To determine if individuals ultimately diagnosed with Alzheimer disease (AD) exhibited evidence of cognitive impairment on neuropsychological tests administered between 1.5 years and 8.1 years before dementia onset. A total of 693 community-dwelling individuals, part of the Cardiovascular Health Study, completed a neuropsychological test battery in 1991/92. Subjects were followed annually over the next 8 years (median follow-up = 7.4 years). Seventy-two individuals were ultimately diagnosed with AD (median follow-up = 4.5 years): 24 with AD onset 1.5 to 3.4 years after baseline neuropsychological testing, 20 with AD onset 3.5 to 5.0 years after testing, and 28 with onset 5.1 to 8.1 years after testing. A total of 621 individuals remained nondemented throughout the 8 years of follow-up (median follow-up = 7.5 years). Subjects ultimately diagnosed with AD had poorer scores on baseline neuropsychological measures than subjects who remained nondemented. Although individuals closest to AD onset (i.e., 1.5 to 3.4 years) performed the most poorly, cognitive impairment was detected in individuals who did not develop AD until 5 to 8 years later. Cognitive changes can be detected well before onset of Alzheimer disease.

Diffusion-weighted MRI in acute stroke within the first 6 hours: 1.5 or 3.0 Tesla?

June 2010


328 Reads

To compare the sensitivity and specificity of 1.5-T and 3.0-T diffusion-weighted MRI (DWI) to detect hyperacute ischemic stroke lesions. We blindly reviewed the DWI of 135 acute stroke patients and 34 controls performed at 1.5 T (n = 108) or 3.0 T (n = 61). The stroke patients all had subsequently proved carotid territory ischemic stroke and were imaged within the first 6 hours after stroke onset. Four readers (2 neuroradiologists and 2 stroke neurologists) blinded to clinical data and magnetic field strength recorded the presence of ischemic lesions on DWI and apparent diffusion coefficient (ADC) maps if necessary. Sensitivity, specificity, and false-negative rates were computed. Signal-to-noise ratio (SNR), contrast-to-noise ratio (CNR), and DWI contrasts were calculated at both field strengths. The accuracy of DWI in stroke diagnosis was superior at 1.5 T (98.8%) than at 3.0 T (90.9%, p = 0.03). The sensitivity decreased from 99.1% at 1.5 T to 92.5% at 3.0 T (p = 0.06) and the specificity from 97.8% to 84.1% (p = 0.002). ADC map readings did not improve accuracy, sensitivity, or specificity. The false-negative rate was 0.6% at 1.5 T and 6.1% at 3.0 T. Type of readers, stroke severity, and type of the coil did not affect diagnosis value. SNR and CNR were significantly higher at 3 T (p < 0.0001) but DWI contrast was lower (p = 0.04). Blind reading by 4 experts of a large series of images shows that 1.5-T diffusion-weighted MRI (DWI) is better than 3.0-T DWI for the imaging of hyperacute stroke during the therapeutic window of thrombolysis.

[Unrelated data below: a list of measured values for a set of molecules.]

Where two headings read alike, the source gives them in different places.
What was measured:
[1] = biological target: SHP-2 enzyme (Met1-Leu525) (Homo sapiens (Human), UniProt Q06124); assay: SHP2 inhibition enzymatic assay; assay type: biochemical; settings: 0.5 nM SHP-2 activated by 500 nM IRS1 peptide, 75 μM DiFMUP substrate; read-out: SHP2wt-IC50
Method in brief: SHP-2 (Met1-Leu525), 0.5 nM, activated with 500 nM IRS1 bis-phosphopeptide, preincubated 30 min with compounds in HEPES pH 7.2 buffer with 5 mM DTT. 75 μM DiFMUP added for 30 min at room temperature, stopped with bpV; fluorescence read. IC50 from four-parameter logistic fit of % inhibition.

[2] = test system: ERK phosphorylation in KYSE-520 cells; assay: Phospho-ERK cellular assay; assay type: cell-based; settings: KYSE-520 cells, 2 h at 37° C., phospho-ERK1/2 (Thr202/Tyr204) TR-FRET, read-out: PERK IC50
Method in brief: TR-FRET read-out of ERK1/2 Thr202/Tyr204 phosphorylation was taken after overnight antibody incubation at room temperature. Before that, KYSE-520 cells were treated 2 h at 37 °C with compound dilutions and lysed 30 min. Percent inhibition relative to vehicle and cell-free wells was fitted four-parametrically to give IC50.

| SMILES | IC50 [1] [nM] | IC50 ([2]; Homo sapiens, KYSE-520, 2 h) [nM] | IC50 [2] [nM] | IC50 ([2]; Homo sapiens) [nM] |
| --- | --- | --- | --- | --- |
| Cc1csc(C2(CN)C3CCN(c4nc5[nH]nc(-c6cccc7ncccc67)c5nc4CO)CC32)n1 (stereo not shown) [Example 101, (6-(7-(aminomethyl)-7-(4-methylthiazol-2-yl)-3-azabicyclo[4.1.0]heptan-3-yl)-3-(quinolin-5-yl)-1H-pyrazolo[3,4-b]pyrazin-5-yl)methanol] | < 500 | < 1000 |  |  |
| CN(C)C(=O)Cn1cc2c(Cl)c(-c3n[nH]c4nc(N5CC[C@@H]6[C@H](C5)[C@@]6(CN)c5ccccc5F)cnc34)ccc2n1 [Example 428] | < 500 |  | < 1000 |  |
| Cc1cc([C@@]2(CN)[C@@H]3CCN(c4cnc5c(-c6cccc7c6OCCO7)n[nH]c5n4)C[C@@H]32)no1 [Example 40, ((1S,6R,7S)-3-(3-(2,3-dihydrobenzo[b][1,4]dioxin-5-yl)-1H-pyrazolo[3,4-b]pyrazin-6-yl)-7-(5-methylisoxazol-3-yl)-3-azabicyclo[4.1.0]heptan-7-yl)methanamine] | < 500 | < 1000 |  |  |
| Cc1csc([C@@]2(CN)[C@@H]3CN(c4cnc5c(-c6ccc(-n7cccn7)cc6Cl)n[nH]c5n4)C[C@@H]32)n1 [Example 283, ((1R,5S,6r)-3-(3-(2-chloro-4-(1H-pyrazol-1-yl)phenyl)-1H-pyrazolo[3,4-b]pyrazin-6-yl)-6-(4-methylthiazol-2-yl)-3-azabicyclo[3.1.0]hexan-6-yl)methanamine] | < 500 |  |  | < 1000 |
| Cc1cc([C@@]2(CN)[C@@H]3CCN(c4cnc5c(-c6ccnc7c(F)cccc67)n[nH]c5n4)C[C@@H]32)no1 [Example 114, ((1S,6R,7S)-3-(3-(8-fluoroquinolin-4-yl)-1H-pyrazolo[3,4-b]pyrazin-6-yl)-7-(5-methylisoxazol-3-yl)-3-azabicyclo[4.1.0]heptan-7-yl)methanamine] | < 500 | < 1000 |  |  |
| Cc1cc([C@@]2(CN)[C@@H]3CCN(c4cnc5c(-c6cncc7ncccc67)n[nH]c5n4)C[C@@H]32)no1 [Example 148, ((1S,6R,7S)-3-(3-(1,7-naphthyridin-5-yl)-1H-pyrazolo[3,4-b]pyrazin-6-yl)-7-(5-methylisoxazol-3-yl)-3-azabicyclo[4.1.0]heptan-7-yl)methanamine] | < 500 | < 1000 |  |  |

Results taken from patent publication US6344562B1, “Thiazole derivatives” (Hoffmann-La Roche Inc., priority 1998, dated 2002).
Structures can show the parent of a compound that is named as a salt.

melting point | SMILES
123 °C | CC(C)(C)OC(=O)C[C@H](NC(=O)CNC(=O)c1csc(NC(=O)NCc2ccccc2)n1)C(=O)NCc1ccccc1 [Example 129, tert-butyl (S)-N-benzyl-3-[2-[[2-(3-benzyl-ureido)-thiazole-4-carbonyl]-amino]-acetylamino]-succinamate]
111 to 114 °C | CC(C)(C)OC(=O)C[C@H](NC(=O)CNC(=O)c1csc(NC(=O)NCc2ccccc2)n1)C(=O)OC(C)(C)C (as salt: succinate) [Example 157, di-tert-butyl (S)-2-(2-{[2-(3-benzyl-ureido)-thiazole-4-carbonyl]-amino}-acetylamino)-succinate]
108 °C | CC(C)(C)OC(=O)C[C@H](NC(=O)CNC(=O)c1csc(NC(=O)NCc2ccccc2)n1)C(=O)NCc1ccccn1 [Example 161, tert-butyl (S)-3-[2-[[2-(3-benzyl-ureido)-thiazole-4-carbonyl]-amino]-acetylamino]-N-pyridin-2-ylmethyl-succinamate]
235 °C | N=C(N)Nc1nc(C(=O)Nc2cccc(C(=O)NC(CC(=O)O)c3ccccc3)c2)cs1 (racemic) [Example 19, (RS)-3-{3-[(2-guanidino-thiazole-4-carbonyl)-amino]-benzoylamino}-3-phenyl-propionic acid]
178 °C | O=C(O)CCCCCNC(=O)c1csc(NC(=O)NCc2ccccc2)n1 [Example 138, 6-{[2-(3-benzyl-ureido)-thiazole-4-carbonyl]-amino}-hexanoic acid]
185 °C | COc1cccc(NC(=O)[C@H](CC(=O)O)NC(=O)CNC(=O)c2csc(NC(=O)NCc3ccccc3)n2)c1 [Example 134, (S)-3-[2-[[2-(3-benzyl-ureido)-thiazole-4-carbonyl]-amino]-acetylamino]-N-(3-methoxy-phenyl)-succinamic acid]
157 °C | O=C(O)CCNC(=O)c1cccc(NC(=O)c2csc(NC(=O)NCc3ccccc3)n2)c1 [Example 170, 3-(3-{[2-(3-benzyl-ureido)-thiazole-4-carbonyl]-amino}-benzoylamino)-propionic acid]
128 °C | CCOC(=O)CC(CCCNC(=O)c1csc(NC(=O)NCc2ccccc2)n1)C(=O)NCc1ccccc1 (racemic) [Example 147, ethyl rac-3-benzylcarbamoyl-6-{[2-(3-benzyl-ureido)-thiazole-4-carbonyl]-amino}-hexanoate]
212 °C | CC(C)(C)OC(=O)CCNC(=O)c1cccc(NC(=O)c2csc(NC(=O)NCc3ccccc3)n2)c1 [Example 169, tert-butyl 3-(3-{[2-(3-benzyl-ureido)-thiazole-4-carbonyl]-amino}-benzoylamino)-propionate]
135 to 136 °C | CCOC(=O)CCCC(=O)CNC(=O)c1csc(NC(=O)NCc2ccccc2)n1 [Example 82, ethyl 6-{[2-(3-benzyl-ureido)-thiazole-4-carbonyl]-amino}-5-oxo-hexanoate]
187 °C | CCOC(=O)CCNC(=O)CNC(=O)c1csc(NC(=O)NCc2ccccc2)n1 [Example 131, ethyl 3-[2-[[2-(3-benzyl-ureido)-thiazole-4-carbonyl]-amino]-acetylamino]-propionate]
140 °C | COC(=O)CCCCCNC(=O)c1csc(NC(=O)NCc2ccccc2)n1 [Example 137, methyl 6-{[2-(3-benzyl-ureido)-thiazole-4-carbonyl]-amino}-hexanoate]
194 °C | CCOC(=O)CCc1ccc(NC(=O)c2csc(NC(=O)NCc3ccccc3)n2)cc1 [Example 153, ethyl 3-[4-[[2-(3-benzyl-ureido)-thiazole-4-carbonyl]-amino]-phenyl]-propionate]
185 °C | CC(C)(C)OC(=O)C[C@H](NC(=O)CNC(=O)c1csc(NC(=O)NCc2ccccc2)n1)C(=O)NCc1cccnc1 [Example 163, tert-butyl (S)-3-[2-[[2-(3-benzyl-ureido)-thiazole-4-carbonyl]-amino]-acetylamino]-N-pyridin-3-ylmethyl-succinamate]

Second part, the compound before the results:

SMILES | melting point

Interferon beta-1b is effective in relapsing-remitting multiple sclerosis. I. Clinical results of a multicenter, randomized, double-blind, placebo-controlled trial. The IFNB Multiple Sclerosis Study Group IFNB MS Study Group Neurology 1993 43 655 661 10.1212/WNL.43.4.655

January 2002


341 Reads

We performed yearly MRI analyses on 327 of the total 372 patients in a multicenter, randomized, double-blind, placebo-controlled trial of interferon beta-1b (IFNB). Clinical results are presented in the preceding companion paper. Baseline MRI characteristics were the same in all treatment groups. Fifty-two patients at one center formed a cohort for frequent MRIs (one every 6 weeks) for analysis of disease activity. The MRI results support the clinical results in showing a significant reduction in disease activity as measured by numbers of active scans (median 80% reduction, p = 0.0082) and appearance of new lesions. In addition, there was an equally significant reduction in MRI-detected burden of disease in the treatment as compared with placebo groups (mean group difference of 23%, p = 0.001). These results demonstrate that IFNB has made a significant impact on the natural history of MS in these patients.

Tremor in Parkinson's disease and serotonergic dysfunction: An 11C-WAY 100635 PET study

February 2003


316 Reads

The pathophysiologic mechanisms underlying parkinsonian tremor remain unclear. The response to dopaminergic treatment is variable and nondopaminergic mechanisms may play a role in tremor generation. Midbrain raphe 5-HT(1A) binding provides a functional measure of serotonergic system integrity. With PET, the aim of this study was to examine regional cerebral (11)C-WAY 100635 binding to 5-HT(1A) receptors in patients with PD and to correlate it with severity of tremor. (11)C-WAY 100635 PET was performed on 23 patients with PD and eight age-matched healthy volunteers. Brain 5-HT(1A) receptor binding was computed using compartmental modeling with a cerebellar reference tissue input function. The authors found mean 27% reduction in the midbrain raphe 5-HT(1A) binding potential in patients with PD compared to healthy volunteers (p < 0.001). They also showed that Unified Parkinson's Disease Rating Scale composite tremor scores, but not rigidity or bradykinesia, correlate with 5-HT(1A) binding in the raphe (p < 0.01). These findings support previous indirect evidence that serotonergic neurotransmission is decreased in PD in vivo. The authors hypothesize that the reduction in raphe 5-HT(1A) binding represents receptor dysfunction or loss of cell bodies due to Lewy body degeneration in PD, or both. An association between 5-HT(1A) receptor availability in the raphe and severity of parkinsonian tremor was also found.